ReDawn is a mobile app built to put power into the hands of survivors of sexual violence. It serves as a platform to get 100% confidential advice in a conversational matter, with its primary functionality being a chatbot named Dawn. I felt like this was the most natural approach because people are just naturally conversational beings, and being able to talk to someone and knowing it’s impossible to get traced back to you can really make all the difference in a sensitive situation like this. Aside from that, there’s a tab that connects people to local resources that can help them in a time of crisis after the matter, a tab to log past incidents of abuse, and a tab dedicated to hotlines and 911, as those are always the most vital resources in times of immediate crisis / is important to lay out accessibly.

To create this app, I used a myriad of technologies: for Dawn, I used the DialogFlow API, allowing me to integrate the chatbot within my app’s code remotely while being trained through the cloud. For location data, I webscraped from Planned Parenthood’s and RAINN’s websites to find the information about health and community centers, coded programs in Ruby/Javascript to parse through them, convert addresses to longitude/latitude, organised/formatted information, and stored the information in over 7,600 lines of JSON code. After collecting my data and training my chatbot, I began app development with Swift and integrated the aforementioned technology into the front/back-end engineering of the app.

 

What inspired you (or your team)?

September 16th, 2018, one of my closest friends was drugged and raped. I desperately wanted to help in any way that I could, but all I had ever been taught were “preventative” measures: “Don’t wear this, don’t act like that, learn how to fight, and NEVER walk alone at night”. While I rhymed there mostly unintentionally, it’s as if these precautionary tales were like verses of a poem we had to internalise and live by. Unfortunately for us, these tales ended at prevention and left us in the dark following such a harrowing incident, where a light at the end of the tunnel would have made all the difference.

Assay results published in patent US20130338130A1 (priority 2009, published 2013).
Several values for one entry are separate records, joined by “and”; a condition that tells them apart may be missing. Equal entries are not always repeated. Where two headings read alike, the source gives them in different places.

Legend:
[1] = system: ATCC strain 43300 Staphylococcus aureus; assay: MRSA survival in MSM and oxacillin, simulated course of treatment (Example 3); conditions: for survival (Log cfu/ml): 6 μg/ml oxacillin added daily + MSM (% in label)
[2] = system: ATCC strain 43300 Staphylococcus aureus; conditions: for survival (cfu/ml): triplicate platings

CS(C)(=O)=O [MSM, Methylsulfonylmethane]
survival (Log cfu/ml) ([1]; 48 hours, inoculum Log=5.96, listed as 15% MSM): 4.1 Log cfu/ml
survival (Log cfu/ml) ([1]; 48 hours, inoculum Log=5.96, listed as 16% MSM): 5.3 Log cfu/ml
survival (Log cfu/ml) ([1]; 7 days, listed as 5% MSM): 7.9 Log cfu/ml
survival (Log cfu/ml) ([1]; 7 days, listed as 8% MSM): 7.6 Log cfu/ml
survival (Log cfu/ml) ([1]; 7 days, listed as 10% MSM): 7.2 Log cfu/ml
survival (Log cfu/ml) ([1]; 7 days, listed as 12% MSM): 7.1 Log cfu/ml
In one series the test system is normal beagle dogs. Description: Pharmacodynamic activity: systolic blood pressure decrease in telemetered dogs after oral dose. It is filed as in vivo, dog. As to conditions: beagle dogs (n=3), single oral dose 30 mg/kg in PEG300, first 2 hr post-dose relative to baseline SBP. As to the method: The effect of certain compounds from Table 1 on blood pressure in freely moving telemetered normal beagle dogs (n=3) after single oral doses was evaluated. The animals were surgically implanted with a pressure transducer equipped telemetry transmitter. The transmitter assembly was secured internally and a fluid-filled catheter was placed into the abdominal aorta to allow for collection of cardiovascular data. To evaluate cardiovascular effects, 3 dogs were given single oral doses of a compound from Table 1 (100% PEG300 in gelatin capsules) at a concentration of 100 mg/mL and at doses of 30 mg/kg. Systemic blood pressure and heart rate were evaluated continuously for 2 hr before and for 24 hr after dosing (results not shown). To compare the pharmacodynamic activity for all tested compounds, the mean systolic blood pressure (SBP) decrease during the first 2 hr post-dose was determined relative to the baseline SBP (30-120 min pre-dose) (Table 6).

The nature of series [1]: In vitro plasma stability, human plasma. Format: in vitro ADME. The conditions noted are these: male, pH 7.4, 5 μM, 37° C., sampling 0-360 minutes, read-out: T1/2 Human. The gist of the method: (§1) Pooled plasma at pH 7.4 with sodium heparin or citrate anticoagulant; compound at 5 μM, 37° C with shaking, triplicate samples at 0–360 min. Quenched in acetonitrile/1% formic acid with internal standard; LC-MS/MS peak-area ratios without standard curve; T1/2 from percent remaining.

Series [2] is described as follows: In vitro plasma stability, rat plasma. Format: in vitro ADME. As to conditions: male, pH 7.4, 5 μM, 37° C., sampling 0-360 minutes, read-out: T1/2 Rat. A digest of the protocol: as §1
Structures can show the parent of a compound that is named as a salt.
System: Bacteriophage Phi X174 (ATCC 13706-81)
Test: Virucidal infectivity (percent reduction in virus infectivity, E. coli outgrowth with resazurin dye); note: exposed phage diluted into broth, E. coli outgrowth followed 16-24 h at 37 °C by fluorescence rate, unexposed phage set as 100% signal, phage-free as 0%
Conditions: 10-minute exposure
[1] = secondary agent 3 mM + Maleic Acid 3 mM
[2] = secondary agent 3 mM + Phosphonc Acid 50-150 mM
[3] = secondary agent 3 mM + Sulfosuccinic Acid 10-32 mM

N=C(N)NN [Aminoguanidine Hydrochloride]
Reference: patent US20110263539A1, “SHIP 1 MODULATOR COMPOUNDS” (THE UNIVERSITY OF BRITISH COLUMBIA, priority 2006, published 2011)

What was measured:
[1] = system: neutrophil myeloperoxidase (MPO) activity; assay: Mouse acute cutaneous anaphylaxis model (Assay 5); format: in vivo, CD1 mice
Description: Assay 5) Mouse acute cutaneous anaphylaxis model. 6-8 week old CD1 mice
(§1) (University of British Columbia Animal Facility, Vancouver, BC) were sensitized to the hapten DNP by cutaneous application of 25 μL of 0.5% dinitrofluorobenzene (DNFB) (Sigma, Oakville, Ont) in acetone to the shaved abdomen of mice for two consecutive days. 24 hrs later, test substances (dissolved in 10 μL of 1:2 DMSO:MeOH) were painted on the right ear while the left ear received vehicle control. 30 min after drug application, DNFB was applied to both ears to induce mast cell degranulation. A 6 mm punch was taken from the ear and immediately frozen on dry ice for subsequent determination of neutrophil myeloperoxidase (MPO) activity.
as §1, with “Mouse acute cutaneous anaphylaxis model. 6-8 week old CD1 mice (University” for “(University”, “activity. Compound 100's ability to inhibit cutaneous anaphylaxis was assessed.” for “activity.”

We resorted to vigorously googling everything we could in hopes of finding next steps. At this point, I couldn’t imagine what my friend was going through considering how painful and confusing the process had been and, a bit selfishly, I had no clue what I would do if something similar happened to me. Along with the lessons I was learning in my first ever Women’s and Gender Studies class, I quickly came to the realisation that the system as it stood was stacked against us. Overwhelmed with rage, fear, and confusion, I couldn’t wrap my mind around how the road for abusers was paved with yellow bricks, while the road for survivors was barren, and unpaved. I felt that it was more important now than ever to have something that would give survivors, their communities, and anyone with a yearn to learn a resource that would hopefully prevent things like this from happening again.
The population of app developers is overwhelmingly white males, which is not very representative of my experience and viewpoints. I truly believe that necessity is the mother of invention, watching something like this from the sidelines alone opened my eyes to a myriad of injustices survivors experience, and I felt that as a female software engineer in the making, it was my responsibility to use my skills to give back the community that fostered my interests in the first place. So, I decided to create an app.
To circle back, my friends case was dropped, despite boundless evidence. A lot still needs to change institutionally (which takes eons), but until then, we must equip ourselves with the knowledge and resources necessary to react appropriately in these dire situations. Every 98 seconds, someone in America is sexually assaulted; while survivors and loved ones may still feel in the dark, after dusk, there is always ReDawn.